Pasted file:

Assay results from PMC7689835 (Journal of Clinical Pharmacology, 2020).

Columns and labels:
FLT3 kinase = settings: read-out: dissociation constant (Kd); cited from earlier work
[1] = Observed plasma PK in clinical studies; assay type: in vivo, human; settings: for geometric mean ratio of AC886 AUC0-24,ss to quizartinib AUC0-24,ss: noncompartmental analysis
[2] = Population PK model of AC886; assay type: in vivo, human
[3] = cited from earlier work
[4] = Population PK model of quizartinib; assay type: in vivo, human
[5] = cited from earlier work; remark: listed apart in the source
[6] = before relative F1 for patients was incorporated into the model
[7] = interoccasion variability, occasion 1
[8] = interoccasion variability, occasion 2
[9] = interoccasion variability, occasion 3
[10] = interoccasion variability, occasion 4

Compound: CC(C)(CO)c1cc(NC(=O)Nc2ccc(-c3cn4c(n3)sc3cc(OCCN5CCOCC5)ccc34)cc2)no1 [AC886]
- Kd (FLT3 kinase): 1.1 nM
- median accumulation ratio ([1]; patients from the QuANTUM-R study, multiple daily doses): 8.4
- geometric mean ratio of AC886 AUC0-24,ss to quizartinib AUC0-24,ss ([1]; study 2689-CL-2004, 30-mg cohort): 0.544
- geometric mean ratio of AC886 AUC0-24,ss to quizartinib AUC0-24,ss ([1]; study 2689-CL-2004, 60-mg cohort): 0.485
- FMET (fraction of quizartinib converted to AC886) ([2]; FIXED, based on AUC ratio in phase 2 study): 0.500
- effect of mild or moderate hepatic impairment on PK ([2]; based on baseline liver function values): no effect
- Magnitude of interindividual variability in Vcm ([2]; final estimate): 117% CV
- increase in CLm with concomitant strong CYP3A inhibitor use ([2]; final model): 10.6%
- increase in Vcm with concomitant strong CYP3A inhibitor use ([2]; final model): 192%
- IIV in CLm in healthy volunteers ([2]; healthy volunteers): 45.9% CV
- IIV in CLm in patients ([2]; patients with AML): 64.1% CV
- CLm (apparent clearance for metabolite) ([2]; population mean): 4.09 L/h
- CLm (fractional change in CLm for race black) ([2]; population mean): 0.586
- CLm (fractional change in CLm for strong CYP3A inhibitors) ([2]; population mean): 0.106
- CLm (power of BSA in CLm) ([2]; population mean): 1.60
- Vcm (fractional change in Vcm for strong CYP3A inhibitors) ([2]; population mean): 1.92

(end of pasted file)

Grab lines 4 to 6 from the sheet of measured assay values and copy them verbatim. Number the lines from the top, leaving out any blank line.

[1] = Observed plasma PK in clinical studies; assay type: in vivo, human; settings: for geometric mean ratio of AC886 AUC0-24,ss to quizartinib AUC0-24,ss: noncompartmental analysis
[2] = Population PK model of AC886; assay type: in vivo, human
[3] = cited from earlier work